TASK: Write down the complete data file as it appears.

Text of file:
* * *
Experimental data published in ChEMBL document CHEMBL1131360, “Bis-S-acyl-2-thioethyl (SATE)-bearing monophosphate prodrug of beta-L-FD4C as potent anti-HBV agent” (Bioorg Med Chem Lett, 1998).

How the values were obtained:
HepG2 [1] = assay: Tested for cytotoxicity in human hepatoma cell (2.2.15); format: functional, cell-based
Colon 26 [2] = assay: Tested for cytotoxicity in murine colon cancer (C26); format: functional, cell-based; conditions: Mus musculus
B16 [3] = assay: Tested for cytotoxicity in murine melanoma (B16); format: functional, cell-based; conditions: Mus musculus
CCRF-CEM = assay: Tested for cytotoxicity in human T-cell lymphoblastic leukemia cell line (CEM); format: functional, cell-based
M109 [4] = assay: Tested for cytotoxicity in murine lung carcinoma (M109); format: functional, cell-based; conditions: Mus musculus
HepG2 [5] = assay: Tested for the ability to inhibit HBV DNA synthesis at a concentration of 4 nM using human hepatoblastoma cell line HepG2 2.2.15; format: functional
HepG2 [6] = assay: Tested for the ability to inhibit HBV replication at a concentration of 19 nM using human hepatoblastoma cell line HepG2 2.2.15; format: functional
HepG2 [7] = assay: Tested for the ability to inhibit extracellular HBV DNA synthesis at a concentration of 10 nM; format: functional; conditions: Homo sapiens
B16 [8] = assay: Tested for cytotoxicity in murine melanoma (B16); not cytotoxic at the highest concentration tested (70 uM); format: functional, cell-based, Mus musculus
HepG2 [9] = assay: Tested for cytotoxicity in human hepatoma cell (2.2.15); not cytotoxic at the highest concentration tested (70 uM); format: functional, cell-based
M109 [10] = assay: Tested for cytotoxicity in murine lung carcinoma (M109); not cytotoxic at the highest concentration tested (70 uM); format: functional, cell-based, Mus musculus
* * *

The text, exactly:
Experimental data published in ChEMBL document CHEMBL1131360, “Bis-S-acyl-2-thioethyl (SATE)-bearing monophosphate prodrug of beta-L-FD4C as potent anti-HBV agent” (Bioorg Med Chem Lett, 1998).

How the values were obtained:
HepG2 [1] = assay: Tested for cytotoxicity in human hepatoma cell (2.2.15); format: functional, cell-based
Colon 26 [2] = assay: Tested for cytotoxicity in murine colon cancer (C26); format: functional, cell-based; conditions: Mus musculus
B16 [3] = assay: Tested for cytotoxicity in murine melanoma (B16); format: functional, cell-based; conditions: Mus musculus
CCRF-CEM = assay: Tested for cytotoxicity in human T-cell lymphoblastic leukemia cell line (CEM); format: functional, cell-based
M109 [4] = assay: Tested for cytotoxicity in murine lung carcinoma (M109); format: functional, cell-based; conditions: Mus musculus
HepG2 [5] = assay: Tested for the ability to inhibit HBV DNA synthesis at a concentration of 4 nM using human hepatoblastoma cell line HepG2 2.2.15; format: functional
HepG2 [6] = assay: Tested for the ability to inhibit HBV replication at a concentration of 19 nM using human hepatoblastoma cell line HepG2 2.2.15; format: functional
HepG2 [7] = assay: Tested for the ability to inhibit extracellular HBV DNA synthesis at a concentration of 10 nM; format: functional; conditions: Homo sapiens
B16 [8] = assay: Tested for cytotoxicity in murine melanoma (B16); not cytotoxic at the highest concentration tested (70 uM); format: functional, cell-based, Mus musculus
HepG2 [9] = assay: Tested for cytotoxicity in human hepatoma cell (2.2.15); not cytotoxic at the highest concentration tested (70 uM); format: functional, cell-based
M109 [10] = assay: Tested for cytotoxicity in murine lung carcinoma (M109); not cytotoxic at the highest concentration tested (70 uM); format: functional, cell-based, Mus musculus